In the 12th century, the Rambam (Moshe ben Maimon, Maimonides), addressed the interconnection of the mind, body and spirit. He recognized that an ill person's thoughts and beliefs affected both his emotional state and physical experience. He did not believe in amulets, and yet, he wrote in his Laws of the Sabbath that a patient who believed that charms or talisman were healing should be allowed to wear them, even on Shabbat, because it might reduce his distress. In The Art of Healing, the Rambam wrote: “One should never forget to strengthen the patient's vitality with nourishing food, and to strengthen the spiritual powers with fragrant odors, music, and by telling him happy stories that expand the heart and distract his mind with things that make him and his friends laugh.”

In his book, Mind-Body Unity: A New Vision for Mind-Body Science and Medicine (published by Johns Hopkins University Press, 2004), Henry Dreher describes mind-body interconnectedness as a “dynamic communication network,” whose goal is constantly to monitor adjustments that need to be made in order to maintain health and wellbeing. As the Rambam would probably concur, Mr. Dreher found that this communication network can be disrupted by stress. He concludes that how an individual copes or “self-regulates” can contribute to either a balanced healthy state or to an outcome of symptoms such as somatic symptoms, or manifest illness, irritability, mood changes, struggle with focusing and problem solving, and relationship difficulties.

Stress is the body's attempt to adapt or cope with the changes and challenges of life. It is an automatic biological response to life demands made on an individual, and it has physiological and psychological ramifications. These demands come from both external and internal sources. Examples of external sources are: challenges that come from work, family, health challenges, environmental toxins, traffic jams, or just lost keys. Examples of internal sources are: body sensations, self-imposed demands and unrealistic expectations.

To complicate matters, stress comes in two flavors. There is good stress, called eustress. Eustress enhances life with a sense of vibrancy and excitement, heightens alertness, and contributes to feeling competent and confident in one's ability to be creative and productive.

Bad stress, on the other hand, contributes to a person feeling powerless, inadequate, overwhelmed or out of control.

Interestingly, individuals often respond differently to the same stressor of demand of the moment. For example, a tennis match is a good stressor for a person who enjoys the physical challenge. It can be a bad stressor for the person who is over-invested in winning to the exclusion of enjoying the game.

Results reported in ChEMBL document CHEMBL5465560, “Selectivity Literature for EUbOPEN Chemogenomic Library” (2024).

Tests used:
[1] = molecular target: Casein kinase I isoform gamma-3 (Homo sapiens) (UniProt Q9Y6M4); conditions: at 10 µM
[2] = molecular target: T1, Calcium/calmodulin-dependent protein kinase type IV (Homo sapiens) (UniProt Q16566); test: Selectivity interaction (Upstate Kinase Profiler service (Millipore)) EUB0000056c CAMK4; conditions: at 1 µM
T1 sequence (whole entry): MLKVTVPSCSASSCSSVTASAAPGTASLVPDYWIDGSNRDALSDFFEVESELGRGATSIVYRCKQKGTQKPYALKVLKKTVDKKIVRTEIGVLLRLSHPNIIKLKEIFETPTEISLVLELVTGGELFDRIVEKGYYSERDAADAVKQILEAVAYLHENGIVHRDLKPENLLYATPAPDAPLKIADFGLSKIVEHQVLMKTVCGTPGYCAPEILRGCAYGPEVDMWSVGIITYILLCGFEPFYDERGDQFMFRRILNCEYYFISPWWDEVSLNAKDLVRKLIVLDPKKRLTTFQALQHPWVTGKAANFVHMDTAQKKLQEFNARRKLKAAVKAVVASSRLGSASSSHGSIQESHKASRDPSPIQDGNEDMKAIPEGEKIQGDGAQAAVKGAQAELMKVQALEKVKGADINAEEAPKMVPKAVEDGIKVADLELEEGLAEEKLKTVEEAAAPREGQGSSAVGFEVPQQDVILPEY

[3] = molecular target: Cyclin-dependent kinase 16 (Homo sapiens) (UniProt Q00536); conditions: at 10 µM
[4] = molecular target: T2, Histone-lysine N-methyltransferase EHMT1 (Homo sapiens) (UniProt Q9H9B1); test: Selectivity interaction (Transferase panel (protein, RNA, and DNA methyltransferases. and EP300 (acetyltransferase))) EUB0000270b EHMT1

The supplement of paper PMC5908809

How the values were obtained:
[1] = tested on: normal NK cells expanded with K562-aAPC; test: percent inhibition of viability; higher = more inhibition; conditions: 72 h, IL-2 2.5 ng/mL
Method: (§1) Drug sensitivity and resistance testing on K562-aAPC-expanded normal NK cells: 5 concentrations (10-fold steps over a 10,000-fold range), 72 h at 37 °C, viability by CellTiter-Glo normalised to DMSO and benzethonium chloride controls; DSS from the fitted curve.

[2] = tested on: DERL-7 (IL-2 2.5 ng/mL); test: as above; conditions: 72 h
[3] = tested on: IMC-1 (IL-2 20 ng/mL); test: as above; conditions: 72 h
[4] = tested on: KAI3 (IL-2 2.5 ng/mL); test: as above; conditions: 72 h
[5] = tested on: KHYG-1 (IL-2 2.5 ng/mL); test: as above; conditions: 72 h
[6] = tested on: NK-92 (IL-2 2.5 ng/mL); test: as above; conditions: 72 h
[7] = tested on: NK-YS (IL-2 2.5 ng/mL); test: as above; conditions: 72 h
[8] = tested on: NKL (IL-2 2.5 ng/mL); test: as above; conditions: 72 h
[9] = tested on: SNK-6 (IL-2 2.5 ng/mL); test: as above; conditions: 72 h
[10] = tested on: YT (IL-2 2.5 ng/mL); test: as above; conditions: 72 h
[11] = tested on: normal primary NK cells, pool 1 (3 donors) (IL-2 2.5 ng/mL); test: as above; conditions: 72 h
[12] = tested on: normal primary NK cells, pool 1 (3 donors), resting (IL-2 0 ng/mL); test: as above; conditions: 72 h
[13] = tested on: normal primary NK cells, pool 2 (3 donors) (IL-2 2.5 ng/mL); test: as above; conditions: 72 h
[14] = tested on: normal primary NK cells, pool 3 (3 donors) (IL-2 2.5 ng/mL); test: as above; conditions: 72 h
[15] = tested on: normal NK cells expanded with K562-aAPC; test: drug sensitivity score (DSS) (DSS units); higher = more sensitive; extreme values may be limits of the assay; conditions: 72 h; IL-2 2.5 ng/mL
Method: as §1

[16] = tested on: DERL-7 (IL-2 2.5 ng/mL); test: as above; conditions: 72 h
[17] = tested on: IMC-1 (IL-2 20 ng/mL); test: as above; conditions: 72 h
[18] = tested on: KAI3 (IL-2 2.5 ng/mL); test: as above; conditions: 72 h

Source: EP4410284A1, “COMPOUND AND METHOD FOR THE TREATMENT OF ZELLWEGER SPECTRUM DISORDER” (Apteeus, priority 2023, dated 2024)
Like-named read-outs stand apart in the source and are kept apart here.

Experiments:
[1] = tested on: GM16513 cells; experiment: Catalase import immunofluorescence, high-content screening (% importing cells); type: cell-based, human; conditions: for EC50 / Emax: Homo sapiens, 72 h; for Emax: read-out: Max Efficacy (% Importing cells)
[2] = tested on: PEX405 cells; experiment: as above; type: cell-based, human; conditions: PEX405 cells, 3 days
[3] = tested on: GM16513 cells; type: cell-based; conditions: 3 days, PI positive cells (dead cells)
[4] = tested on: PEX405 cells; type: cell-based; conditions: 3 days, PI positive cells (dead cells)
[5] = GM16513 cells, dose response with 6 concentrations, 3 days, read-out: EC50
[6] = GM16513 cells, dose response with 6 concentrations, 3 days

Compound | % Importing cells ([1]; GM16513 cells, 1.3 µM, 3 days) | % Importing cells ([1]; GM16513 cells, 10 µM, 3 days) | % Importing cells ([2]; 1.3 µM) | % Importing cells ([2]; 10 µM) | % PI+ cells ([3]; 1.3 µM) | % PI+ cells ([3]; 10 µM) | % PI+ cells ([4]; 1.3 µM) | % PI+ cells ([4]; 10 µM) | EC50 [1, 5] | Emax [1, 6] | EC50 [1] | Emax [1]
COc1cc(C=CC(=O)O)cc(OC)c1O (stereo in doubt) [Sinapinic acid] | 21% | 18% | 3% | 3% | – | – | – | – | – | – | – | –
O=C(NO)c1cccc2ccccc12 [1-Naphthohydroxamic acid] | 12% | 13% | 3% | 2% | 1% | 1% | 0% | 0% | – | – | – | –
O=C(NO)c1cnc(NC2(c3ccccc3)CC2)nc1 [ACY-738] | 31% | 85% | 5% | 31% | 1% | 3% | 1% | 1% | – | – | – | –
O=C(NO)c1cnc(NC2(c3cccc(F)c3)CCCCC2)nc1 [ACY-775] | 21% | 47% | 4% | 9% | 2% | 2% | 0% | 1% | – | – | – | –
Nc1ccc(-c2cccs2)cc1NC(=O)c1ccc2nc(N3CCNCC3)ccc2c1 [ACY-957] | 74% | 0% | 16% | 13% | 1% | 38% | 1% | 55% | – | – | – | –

Another way to say this is that how a stressor is perceived or interpreted affects one's experience. Thoughts, attitudes, beliefs, and expectations affect the way one perceives and interprets stress and specific stressors. What one person perceives as dangerous may be a generally accepted fact, or it may be unique to that person based on his prior experiences and how those experiences were processed.

Most salient to the stress experience are two parts of the autonomic nervous system: sympathetic nervous system and parasympathetic nervous system.

The sympathetic division continuously evaluates safety and danger levels by processing sensory information from the environment as well as from the sensations from the body. A threat of danger, real or imagined, triggers a biological cascade of hormones and biochemicals in milliseconds. This is called the fight or flight response, and happens before an individual even becomes cognitively aware of the danger. This is why a person can jump out of the path of an oncoming car before thinking about what is happening.

Physical signs of the activation of the fight or flight reflex are: increased heart rate and blood pressure level, quicker and more shallow breathing, muscle tension, more acute hearing and vision, and cold hands and feet because blood is directed away from the extremities as well as the digestive and reproductive systems in order to flow into the large muscles that assist in fighting or fleeing.

The parasympathetic system controls the psychophysiological state of relaxation. It is triggered by the resolution of the threat or danger. The body returns to a balanced state. This means that heart rate slows, blood pressure returns to normal levels, and the respiratory, circulatory, digestive, and reproductive systems resume optimal functioning. The muscles relax and the person feels relaxed and calm.